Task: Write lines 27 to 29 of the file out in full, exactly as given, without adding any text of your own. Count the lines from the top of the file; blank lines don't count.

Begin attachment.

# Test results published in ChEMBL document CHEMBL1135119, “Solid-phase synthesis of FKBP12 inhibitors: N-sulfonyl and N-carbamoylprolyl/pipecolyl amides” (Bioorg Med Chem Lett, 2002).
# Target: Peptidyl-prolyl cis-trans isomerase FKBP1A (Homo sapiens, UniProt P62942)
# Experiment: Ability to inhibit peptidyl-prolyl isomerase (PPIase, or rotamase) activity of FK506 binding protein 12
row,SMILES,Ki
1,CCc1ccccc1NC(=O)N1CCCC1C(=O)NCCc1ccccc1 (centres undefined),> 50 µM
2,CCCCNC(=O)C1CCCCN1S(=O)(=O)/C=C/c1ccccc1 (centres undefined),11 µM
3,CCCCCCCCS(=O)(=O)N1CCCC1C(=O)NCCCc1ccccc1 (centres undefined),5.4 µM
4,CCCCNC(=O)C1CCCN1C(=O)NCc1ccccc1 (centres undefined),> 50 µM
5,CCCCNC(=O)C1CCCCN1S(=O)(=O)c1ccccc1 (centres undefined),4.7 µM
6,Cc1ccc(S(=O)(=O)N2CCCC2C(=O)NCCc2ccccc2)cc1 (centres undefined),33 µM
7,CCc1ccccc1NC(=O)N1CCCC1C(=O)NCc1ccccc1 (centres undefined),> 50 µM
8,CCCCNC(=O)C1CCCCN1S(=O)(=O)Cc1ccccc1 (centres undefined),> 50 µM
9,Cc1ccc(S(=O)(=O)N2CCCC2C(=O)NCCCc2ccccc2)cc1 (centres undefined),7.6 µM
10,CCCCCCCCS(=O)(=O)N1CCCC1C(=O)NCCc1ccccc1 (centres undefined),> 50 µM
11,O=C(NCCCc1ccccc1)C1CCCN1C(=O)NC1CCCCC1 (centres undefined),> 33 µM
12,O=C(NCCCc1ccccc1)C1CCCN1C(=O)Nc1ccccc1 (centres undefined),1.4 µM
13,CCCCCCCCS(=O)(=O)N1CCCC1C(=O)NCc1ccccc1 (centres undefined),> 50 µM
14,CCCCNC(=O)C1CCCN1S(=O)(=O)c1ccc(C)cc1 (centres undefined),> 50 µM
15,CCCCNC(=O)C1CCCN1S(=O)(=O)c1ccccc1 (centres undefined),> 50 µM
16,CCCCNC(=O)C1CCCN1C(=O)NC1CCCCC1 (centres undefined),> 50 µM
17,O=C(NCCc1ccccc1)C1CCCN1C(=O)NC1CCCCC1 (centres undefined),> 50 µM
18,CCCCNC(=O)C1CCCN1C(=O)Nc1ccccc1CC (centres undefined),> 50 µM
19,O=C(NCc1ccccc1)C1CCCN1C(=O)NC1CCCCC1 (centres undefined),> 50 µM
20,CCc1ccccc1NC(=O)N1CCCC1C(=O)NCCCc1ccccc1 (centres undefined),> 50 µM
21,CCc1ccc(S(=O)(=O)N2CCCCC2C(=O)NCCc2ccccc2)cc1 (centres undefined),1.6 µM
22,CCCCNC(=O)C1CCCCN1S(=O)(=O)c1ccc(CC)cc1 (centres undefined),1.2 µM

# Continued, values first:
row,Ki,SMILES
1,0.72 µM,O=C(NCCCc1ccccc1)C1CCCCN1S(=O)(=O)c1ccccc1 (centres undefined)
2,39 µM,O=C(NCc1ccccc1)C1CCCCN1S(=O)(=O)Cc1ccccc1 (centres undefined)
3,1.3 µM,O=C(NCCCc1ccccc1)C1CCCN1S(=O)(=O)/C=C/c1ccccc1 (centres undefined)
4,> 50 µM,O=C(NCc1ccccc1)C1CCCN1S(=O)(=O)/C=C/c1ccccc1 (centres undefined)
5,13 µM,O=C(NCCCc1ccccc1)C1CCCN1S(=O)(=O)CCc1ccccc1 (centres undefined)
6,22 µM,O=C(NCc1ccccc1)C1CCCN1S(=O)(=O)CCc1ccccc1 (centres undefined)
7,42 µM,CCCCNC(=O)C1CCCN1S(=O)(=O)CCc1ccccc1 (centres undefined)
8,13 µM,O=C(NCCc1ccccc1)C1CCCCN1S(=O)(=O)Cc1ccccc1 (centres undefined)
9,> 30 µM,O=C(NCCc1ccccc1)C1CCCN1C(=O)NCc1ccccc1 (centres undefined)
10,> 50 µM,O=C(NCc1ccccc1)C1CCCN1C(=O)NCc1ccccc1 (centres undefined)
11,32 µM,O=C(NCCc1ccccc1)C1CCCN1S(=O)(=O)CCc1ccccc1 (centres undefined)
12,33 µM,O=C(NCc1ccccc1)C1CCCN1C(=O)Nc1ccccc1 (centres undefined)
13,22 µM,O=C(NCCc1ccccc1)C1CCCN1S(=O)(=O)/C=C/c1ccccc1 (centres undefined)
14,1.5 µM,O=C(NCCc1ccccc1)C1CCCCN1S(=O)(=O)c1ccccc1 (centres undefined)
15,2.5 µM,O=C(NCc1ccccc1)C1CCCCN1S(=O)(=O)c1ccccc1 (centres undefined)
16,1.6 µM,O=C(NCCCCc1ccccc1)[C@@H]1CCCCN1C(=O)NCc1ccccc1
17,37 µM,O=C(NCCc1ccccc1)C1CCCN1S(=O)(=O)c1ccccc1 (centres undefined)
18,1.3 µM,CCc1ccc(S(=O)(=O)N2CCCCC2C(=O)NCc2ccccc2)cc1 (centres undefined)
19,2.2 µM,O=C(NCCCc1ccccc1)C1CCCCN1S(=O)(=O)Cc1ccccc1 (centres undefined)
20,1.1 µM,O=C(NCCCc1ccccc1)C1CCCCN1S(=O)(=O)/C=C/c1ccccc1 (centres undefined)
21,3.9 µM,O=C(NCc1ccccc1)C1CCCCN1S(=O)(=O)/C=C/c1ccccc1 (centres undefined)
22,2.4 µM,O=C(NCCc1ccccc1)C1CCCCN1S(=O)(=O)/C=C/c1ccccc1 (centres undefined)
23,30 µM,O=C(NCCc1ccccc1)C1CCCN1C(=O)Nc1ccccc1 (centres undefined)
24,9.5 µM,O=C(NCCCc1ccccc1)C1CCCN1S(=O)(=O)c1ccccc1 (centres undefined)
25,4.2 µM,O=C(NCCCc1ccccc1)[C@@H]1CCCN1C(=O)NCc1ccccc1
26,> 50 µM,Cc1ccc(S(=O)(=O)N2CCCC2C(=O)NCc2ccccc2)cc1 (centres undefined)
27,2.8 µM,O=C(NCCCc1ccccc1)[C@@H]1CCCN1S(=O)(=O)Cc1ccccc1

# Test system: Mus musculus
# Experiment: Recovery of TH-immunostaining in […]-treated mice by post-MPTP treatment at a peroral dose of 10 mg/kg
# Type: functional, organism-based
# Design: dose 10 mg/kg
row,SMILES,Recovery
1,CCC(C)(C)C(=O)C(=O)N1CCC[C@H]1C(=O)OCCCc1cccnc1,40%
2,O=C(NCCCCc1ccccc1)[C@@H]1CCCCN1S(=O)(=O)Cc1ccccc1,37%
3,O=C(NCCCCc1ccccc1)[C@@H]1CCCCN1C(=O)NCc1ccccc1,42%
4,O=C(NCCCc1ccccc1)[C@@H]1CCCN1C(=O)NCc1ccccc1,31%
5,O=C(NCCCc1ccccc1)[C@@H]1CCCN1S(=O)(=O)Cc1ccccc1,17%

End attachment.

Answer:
# Continued, values first:
row,Ki,SMILES
1,0.72 µM,O=C(NCCCc1ccccc1)C1CCCCN1S(=O)(=O)c1ccccc1 (centres undefined)